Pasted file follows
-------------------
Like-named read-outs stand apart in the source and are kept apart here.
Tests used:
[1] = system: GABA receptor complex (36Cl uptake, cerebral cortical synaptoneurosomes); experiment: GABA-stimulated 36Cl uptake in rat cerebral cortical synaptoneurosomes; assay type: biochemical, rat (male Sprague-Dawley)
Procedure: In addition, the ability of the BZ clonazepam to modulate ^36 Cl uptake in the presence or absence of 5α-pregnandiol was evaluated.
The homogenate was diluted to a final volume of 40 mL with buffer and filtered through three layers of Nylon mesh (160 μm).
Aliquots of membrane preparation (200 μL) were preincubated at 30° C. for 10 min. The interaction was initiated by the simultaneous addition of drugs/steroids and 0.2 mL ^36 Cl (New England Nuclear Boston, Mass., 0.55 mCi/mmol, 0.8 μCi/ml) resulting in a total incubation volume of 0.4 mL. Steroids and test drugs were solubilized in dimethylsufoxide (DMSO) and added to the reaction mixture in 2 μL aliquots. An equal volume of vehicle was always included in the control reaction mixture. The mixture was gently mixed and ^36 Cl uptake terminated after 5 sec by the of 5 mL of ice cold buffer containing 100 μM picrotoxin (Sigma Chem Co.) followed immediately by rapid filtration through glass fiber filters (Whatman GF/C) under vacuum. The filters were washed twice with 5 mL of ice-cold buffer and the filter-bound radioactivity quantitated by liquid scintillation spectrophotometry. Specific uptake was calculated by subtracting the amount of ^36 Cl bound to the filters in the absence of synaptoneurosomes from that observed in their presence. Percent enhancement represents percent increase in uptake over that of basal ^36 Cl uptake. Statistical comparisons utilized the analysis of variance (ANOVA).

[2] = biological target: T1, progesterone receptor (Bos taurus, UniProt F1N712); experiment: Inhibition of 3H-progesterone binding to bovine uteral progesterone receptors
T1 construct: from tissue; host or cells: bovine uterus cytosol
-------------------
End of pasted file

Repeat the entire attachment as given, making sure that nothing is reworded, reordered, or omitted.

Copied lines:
Like-named read-outs stand apart in the source and are kept apart here.
Tests used:
[1] = system: GABA receptor complex (36Cl uptake, cerebral cortical synaptoneurosomes); experiment: GABA-stimulated 36Cl uptake in rat cerebral cortical synaptoneurosomes; assay type: biochemical, rat (male Sprague-Dawley)
Procedure: In addition, the ability of the BZ clonazepam to modulate ^36 Cl uptake in the presence or absence of 5α-pregnandiol was evaluated.
The homogenate was diluted to a final volume of 40 mL with buffer and filtered through three layers of Nylon mesh (160 μm).
Aliquots of membrane preparation (200 μL) were preincubated at 30° C. for 10 min. The interaction was initiated by the simultaneous addition of drugs/steroids and 0.2 mL ^36 Cl (New England Nuclear Boston, Mass., 0.55 mCi/mmol, 0.8 μCi/ml) resulting in a total incubation volume of 0.4 mL. Steroids and test drugs were solubilized in dimethylsufoxide (DMSO) and added to the reaction mixture in 2 μL aliquots. An equal volume of vehicle was always included in the control reaction mixture. The mixture was gently mixed and ^36 Cl uptake terminated after 5 sec by the of 5 mL of ice cold buffer containing 100 μM picrotoxin (Sigma Chem Co.) followed immediately by rapid filtration through glass fiber filters (Whatman GF/C) under vacuum. The filters were washed twice with 5 mL of ice-cold buffer and the filter-bound radioactivity quantitated by liquid scintillation spectrophotometry. Specific uptake was calculated by subtracting the amount of ^36 Cl bound to the filters in the absence of synaptoneurosomes from that observed in their presence. Percent enhancement represents percent increase in uptake over that of basal ^36 Cl uptake. Statistical comparisons utilized the analysis of variance (ANOVA).

[2] = biological target: T1, progesterone receptor (Bos taurus, UniProt F1N712); experiment: Inhibition of 3H-progesterone binding to bovine uteral progesterone receptors
T1 construct: from tissue; host or cells: bovine uterus cytosol